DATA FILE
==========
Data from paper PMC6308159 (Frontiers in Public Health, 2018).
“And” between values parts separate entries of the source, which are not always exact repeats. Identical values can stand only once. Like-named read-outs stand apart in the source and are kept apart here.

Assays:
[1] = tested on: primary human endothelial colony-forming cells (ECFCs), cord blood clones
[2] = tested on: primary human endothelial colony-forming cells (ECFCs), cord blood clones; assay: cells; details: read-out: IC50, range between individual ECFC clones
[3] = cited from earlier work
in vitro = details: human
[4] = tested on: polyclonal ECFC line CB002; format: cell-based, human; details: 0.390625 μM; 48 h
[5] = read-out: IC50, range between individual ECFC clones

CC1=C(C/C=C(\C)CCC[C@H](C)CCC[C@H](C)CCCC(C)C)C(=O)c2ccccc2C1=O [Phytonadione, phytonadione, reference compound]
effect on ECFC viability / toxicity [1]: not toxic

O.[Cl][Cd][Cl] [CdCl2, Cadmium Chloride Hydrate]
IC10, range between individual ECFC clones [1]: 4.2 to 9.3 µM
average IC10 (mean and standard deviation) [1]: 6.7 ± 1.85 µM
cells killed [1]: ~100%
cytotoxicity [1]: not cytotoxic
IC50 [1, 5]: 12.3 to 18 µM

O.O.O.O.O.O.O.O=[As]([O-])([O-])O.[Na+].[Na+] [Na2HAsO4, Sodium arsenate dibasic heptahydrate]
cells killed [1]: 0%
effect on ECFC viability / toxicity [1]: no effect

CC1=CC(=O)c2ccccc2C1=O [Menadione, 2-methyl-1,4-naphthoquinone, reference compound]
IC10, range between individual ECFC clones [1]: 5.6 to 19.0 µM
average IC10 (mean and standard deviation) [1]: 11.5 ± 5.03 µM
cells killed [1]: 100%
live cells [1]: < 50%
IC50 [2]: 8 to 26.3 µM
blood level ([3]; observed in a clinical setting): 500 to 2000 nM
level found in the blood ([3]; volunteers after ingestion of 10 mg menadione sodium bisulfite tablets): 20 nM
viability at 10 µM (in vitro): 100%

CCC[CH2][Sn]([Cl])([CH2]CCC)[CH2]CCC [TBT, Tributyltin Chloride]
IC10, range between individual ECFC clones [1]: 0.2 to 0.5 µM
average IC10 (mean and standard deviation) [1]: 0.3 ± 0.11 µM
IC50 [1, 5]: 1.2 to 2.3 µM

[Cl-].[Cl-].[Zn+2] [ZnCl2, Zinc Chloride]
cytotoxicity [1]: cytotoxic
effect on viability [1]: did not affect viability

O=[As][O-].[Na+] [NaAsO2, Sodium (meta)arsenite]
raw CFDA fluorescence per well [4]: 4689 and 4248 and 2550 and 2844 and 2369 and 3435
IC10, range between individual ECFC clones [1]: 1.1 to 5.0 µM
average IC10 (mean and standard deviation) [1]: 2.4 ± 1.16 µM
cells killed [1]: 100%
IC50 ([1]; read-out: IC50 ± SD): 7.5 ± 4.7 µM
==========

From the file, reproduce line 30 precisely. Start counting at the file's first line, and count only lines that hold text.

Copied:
CCC[CH2][Sn]([Cl])([CH2]CCC)[CH2]CCC [TBT, Tributyltin Chloride]